Humor me for a minute. I seldom use the Brand Insight Blog to critique ads. It’s just too easy to just snipe about details like an idiotic headline or the lazy use of stock photography. But I recently ran across an ad for Wales that’s simply too bad to pass up.
It’s a perfect example of what’s missing from most brand messages and a relevant case study of what NOT to do in travel industry advertising.
First, a little background on golfers and golf travel.
Golfers spend a lot of money supporting their habit. We buy $400 drivers and travel great distances to play exceptional golf courses. We’ll drop $250 to play a truly exceptional golf course, but we’re not stupid. We shop around just like anyone else and make darn sure we’re getting the best experience possible when booking a trip.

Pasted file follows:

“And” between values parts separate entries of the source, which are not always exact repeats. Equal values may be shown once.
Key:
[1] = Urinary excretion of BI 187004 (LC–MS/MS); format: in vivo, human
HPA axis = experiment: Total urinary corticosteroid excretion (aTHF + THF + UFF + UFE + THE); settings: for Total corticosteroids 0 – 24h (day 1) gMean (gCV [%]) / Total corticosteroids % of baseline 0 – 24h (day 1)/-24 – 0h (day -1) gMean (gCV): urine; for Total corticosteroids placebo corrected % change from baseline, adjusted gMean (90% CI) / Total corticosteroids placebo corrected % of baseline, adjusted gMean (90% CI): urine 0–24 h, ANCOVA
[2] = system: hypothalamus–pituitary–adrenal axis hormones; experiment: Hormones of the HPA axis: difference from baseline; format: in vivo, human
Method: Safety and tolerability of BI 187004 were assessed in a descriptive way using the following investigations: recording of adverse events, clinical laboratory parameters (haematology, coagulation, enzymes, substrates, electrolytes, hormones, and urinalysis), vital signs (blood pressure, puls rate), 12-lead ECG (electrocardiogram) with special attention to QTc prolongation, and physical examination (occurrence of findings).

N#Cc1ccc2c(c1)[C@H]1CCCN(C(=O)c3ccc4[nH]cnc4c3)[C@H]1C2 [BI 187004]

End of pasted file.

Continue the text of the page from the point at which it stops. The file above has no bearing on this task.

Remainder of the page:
For Americans, a trip to Wales is a tough sell. Let’s face it… Scotland, the Holy Land of golf, is right next door and Ireland is just a ferry ride away. Wales isn’t even on our radar.
Here’s another important fact the Welch tourism office didn’t consider: Golfers have a phobic aversion to certain numbers.
We hate 6s and 7s! An 8 on the scorecard is known as a snowman, and is more dreaded than an STD. Nines and 10’s aren’t even spoken of, much less, featured prominently in the headline of an ad. The higher the numbers on the score card, the LESS likely we are to travel for golf.
Every industry has its advertising conventions — required elements, if you will. In golf advertising it’s the pretty picture. And more specifically, the pretty drone shot. Just show the beauty shot of the course with sunlight streaming across the fairway.
It’s the price of admission in the category… if you don’t have good photography, don’t even play.
So it’s not surprising that all golf travel ads look alike. Most courses don’t even take time to vett their photos very well.
There’s no story telling. No relevant message that’ll connect with anyone on an emotional level. And there’s very little differentiation.
Same goes for travel industry advertising in general. It’s almost always just a pretty picture and a few throw-away words.